defined by others to be mystical or religious phenomena. C. J. Jung phrased
it well: "Let the dreamer walk about and act as though he were awake and we
have at once the clinical picture of dementia praecox [schizophrenia]" (Arieti,
I overcame schizophrenia,
BBC News a. Retrieved March 26, 2002, from http://news.bbc.co.uk/hi/english/health/newsid_1820000/1820728.stm
The facts, BBC News b. Retrieved March 26, 2002, from http://news.bbc.co.uk/hi/english/health/medical_notes/newsid_1079000/1079451.stm
Association (2000). Diagnostic and Statistical Manual of Mental Disorders,
Fourth Edition, Text Revision. Washington, DC: American Psychiatric Association.
C. (1997). Linking mind and brain in the study of mental illnesses: A project
for a scientific psychopathology. Science, 275, 1586-1593.
Arieti, S. (1974).
Interpretation of Schizophrenia (2nd ed.). New York: Basic Books.
Barry E. (2002).
Group stirs debate over schizophrenia, Boston Globe Online. Retrieved March
26, 2002, from http://www.boston.com/dailyglobe2/062/metro/Group_stirs_debate_over_schizophrenia+.shtml
Bleuler, M. (1972).
Die schizophrenen Geistesstorungen im Lichte langjahriger Kranken-und Familiengeschichten.
(1995). The dopamine theory revisited. In S. R. Hirsch and D. R. Weinberger
(Eds.), Schizophrenia (pp. 379-400). Oxford, England: Blackwell Science, Ltd.
Chua, S. E. &
McKenna, P. J. (1995). Schizophrenia–a brain disease: A critical review of
structural and functional cerebral abnormality in the disorder. British Journal
of Psychiatry, 166, 563-582.
Ciompi, L., &
Muller, C. H. (1976). Lebensweg und Alter der Schizophrenen. Eine katamnestische
Langzeitstudie bis ins Senium. Berlin, Heidelberg, New York: Springer.
Davis, K. L.,
Kahn, R. S., Ko, G., & Davidson, M. (1991). Dopamine and schizophrenia: A
review and reconceptualization. American Journal of Psychiatry, 148, 1474-1486.
& Shields, J. (1972). Schizophrenia and genetics: A twin study vantage point.
New York: Academic Press.
Harding, C. M.
(1984). Long-term Functioning of Subjects Rediagnosed as Meeting the DSM III
Criteria for Schizophrenia. (Doctoral Dissertation). Burlington, University
Harding, C. M.,
Brooks, G. W., Ashikaga, T., Strauss, J. S., et al (1987). The Vermont Longitudinal
Study of Persons with Severe Mental Illness, II: Long-Term Outcome of Subjects
Who Retrospectively Met DSM-III Criteria for Schizophrenia. American Journal
of Psychiatry, 144(6), 727-735.
(2002). Beautiful Minds Can Be Recovered, New York Times. Retrieved March
26, 2002, from http://www.successfulschizophrenia.com/articles/bmreview.html
Hyde T. M. ,
Nawroz S., Goldberg T. E. , Bigelow L. B. , Strong D., Ostrem J. L., Weinberger
D. R., Kleinman J. E. (1994). Is there cognitive decline in schizophrenia?
A cross-sectional study. British Journal of Psychiatry, 164, 494-500.
Huber, G., Gross,
G. & Schuttler, R. (1975). A long-term follow-up study of schizophrenia: Psychiatric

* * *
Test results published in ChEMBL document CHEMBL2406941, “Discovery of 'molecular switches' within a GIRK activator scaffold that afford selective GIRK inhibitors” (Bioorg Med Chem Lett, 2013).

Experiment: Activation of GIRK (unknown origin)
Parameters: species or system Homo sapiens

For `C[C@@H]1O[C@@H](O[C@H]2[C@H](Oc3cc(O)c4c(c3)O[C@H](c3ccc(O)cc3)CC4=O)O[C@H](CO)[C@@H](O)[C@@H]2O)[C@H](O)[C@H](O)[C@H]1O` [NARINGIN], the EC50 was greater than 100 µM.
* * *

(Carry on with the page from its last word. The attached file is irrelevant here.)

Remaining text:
course of illness and prognosis. Acta Psychiatrica Scandinavica, 52, 49-57.
(1987). Multicultural studies and the nature of schizophrenia: A review. Journal
of the Royal Society of Medicine, 80, 162-167.
(1995). Schizophrenia: The epidemiological horizon. In S. R. Hirsch and D.
R. Weinberger (Eds.), Schizophrenia (pp. 206-252). Oxford, England: Blackwell
Rupp, A., & Keith,
S. J. (1993). The costs of schizophrenia: Assessing the burden. Psychiatric
Clinics of North America, 16, 413-423.
Karon, B. P.
(1995). Foreword: In search of truth. In J. Modrow, How to become a schizophrenic:
the case against biological psychiatry (pp. xi-xiv). Everett, Washington:
Maas, J. W.,
Bowden, C. L., Miller, A. L., Javors, M. A., Funderburg, L. G., Berman, N.,
& Weintraub, S. T. (1997). Schizophrenia, psychosis, and cerebral spinal fluid
homovanillic acid concentrations. Schizophrenia Bulletin, 23, 147-154.
Modrow, J. (1995).
How to become a schizophrenic: the case against biological psychiatry. Everett,
Washington: Apollyon Press.
Perris, C. (1989).
Cognitive Therapy with Schizophrenic Patients. New York: Guilford Press.
Sass, L. A. (1997).
The consciousness machine: Self and subjectivity and schizophrenia and modern
culture. In U. Neisser & D. A. Jopling (Eds.), The conceptual self in context:
Culture, experience, self-understanding (pp.203-230). Cambridge: Cambridge
Sherman, S. L.,
DeFries, J. C., Gottesman, I. I., Loehhlin, J. C., Meyer, J. M., Pelias, M.
Z., Rice, J., & Waldman, I. (1997). Recent developments in human behavioral
genetics: Past accomplishments and future directions. American Journal of
Human Genetics, 60, 1265-1275.
Siegert, R. J.
(2001). Culture, cognition, and schizophrenia. In J. F. Schumaker & T. Ward
(Eds.), Cultural Cognition and Psychopathology (pp. 171-189). Westport, Connecticut:
Smith, R. C.
Baumgartner, R., & Calderon, M. (1987). Magnetic Resonance Imaging Studies
of the Brains of Schizophrenic Patients. Psychiatry Research, 20, 33-46.
J., & Draguns, J. G. (1997). Culture and psychopathology. In J. W. Berry,
M. H. Segall, & C. Kagitcibasi, (Eds.), Handbook of cross-cultural psychology
(pp. 449-491). Allyn & Bacon.
Torrey, E. F.
(1980). Schizophrenia and civilization. New York: Aronson. Warner, R. (1985).
Recovery from schizophrenia. London: Routledge & Kegan-Paul.
R., Wagner, R. R. & Wyatt, J. (1983). Neuropathological Studies of Schizophrenia.
Schizophrenia Bulletin, 9, 193-212.
Organization. (1979). Schizophrenia: An international follow-up study. Geneva,
Yates, W. R.,
Jacoby, C. G., and Andreasen, N. C. (1987). Cerebellar Atrophy in Schizophrenia
and Affective Disorder. American Journal of Psychiatry, 144, 465-467.
| FAQ | Staff
| Links | Contact
information on this site is educational in context and is not to be used to
diagnose, treat or cure any disease. Please consult your licensed health care
practitioner before using this or any healthcare or medical information.